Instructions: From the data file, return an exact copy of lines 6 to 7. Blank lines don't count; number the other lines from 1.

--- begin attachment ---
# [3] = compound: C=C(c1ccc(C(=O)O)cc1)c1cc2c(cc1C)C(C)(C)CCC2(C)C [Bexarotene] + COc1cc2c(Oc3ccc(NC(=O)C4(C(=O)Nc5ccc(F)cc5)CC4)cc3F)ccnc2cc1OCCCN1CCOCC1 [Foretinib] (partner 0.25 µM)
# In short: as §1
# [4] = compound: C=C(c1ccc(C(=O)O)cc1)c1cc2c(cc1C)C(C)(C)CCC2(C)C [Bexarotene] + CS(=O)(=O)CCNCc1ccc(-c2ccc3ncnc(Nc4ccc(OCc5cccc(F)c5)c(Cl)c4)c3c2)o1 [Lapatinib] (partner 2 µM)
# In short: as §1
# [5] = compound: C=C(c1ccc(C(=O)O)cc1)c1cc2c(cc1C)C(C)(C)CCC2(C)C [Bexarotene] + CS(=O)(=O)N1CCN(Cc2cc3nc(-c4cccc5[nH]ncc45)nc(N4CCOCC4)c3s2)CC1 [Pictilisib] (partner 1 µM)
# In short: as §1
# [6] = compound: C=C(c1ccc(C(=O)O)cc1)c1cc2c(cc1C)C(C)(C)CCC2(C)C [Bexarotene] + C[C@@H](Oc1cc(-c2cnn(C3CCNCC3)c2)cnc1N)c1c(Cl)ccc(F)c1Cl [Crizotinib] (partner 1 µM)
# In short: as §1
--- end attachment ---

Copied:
# In short: as §1
# [6] = compound: C=C(c1ccc(C(=O)O)cc1)c1cc2c(cc1C)C(C)(C)CCC2(C)C [Bexarotene] + C[C@@H](Oc1cc(-c2cnn(C3CCNCC3)c2)cnc1N)c1c(Cl)ccc(F)c1Cl [Crizotinib] (partner 1 µM)